Your little girl is not so little anymore. Her growing body needs magnesium to form healthy bones, to regulate her blood sugar and blood pressure and to carry out close to 300 biological functions. Magnesium deficiency may lead to stomach problems, nausea, vomiting, irritability, confusion and even depression.
RDA: 9-13 years – 240 mg/day | 14-18 years – 360 mg/day
Food sources: Bananas, green vegetables, whole grains, peanuts, peanut butter, coriander, cumin, basil, basil, cinnamon, almonds, cashews, apricots, soy, unprocessed flour, whole grains, peanut butter and whole wheat bread.
Zinc is vital for optimal growth and development in young ladies. It activates height and weight gain, controls acne and can also help ease premenstrual symptoms. It is also used in treating anorexia. Zinc deficiency can hamper physical and mental growth, cause dull hair, brittle nails, loss of appetite, lethargy and slow healing of wounds.
RDA: 9-13 years – 8 mg/day | 14-18 years – 9 mg/day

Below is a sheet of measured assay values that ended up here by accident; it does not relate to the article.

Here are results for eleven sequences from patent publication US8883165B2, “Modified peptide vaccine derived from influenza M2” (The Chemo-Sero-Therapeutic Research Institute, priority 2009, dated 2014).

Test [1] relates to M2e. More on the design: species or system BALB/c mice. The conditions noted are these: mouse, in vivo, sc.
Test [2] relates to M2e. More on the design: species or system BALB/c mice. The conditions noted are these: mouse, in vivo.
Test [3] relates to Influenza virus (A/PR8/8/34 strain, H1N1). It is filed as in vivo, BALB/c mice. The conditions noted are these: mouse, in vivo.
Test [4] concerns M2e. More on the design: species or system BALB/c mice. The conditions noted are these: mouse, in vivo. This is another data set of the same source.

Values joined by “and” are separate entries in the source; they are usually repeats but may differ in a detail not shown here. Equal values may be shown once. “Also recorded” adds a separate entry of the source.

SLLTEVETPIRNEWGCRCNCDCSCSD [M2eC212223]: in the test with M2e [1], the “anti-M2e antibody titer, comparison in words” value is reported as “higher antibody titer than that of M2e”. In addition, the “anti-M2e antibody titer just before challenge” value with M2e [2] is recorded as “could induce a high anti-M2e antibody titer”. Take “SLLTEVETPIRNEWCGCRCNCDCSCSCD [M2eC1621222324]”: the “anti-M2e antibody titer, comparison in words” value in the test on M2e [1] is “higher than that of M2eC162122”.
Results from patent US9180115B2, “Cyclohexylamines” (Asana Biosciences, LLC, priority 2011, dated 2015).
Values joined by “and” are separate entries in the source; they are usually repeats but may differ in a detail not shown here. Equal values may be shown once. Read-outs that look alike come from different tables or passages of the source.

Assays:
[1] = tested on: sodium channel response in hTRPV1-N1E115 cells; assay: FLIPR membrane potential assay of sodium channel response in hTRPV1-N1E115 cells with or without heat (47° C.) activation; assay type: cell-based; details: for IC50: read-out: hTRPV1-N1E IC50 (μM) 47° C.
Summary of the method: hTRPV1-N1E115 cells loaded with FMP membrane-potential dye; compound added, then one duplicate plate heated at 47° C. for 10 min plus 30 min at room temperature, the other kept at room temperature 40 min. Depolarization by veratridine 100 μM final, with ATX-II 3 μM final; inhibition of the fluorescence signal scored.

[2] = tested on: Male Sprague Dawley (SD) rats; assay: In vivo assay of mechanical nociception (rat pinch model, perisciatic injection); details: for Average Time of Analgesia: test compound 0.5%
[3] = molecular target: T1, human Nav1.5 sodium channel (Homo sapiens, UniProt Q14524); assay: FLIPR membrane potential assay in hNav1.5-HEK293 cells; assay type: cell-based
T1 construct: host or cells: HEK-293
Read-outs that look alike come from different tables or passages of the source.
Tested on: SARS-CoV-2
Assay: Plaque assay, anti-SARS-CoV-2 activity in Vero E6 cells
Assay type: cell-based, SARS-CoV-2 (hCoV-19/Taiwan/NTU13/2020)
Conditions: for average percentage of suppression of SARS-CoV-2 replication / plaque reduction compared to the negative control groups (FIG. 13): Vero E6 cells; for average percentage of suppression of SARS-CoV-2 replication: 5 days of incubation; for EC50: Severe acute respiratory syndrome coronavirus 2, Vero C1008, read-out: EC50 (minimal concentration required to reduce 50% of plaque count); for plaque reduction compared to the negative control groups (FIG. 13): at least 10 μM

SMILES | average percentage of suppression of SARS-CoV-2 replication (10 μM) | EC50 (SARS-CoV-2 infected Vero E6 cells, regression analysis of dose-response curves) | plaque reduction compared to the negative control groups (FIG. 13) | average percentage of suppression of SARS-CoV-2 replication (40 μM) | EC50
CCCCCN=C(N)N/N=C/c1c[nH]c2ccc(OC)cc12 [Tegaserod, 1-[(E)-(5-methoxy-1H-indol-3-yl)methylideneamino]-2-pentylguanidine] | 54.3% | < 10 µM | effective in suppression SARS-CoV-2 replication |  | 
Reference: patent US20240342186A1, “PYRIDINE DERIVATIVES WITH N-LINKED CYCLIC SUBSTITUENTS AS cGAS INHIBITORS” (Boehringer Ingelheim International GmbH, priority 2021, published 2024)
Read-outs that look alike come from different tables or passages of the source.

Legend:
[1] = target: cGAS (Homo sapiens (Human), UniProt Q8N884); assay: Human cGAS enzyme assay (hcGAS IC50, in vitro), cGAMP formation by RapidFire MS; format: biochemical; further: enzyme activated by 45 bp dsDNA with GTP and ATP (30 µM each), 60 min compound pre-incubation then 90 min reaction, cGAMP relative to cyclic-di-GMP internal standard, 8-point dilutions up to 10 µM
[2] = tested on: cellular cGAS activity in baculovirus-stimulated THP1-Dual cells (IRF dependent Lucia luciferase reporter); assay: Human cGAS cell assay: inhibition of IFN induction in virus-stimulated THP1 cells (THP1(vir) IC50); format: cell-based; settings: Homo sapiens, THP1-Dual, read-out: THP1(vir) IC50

Food Sources: Beans, legumes, nuts, whole grains, milk, dairy products, kidney beans, chickpeas, oysters, red meat, poultry, crabs, fish, lobsters, fortified breakfast cereal.
Adolescents need potassium for a healthy nervous system, formation of muscles and to maintain the body’s acid balance. Low potassium intake during early years may lead to hypertension and other chronic diseases in later life.
RDA: 9-13 years – 4,500 mg/day | 14-18 years – 4,700 mg/day
Food sources: Dairy products, bananas, kiwi, orange, watermelon, tomatoes, potatoes, spinach, carrots, broccoli, tomatoes, beans, peanuts, raisins, almonds.
Girls need an iodine rich diet to avoid developmental problems. The thyroid gland needs iodine to make hormones, which support ovulation, fertility and brain development. Iodine deficiency can cause thyroid problems, stunted growth and mental retardation.
RDA: 9-13 years – 0.12 mg/day | 14-18 years – 0.15 mg/day
Food sources: Iodized salt, milk, yogurt, fruits, vegetables, cod fish, tuna fish, shrimps, grain products, ice cream.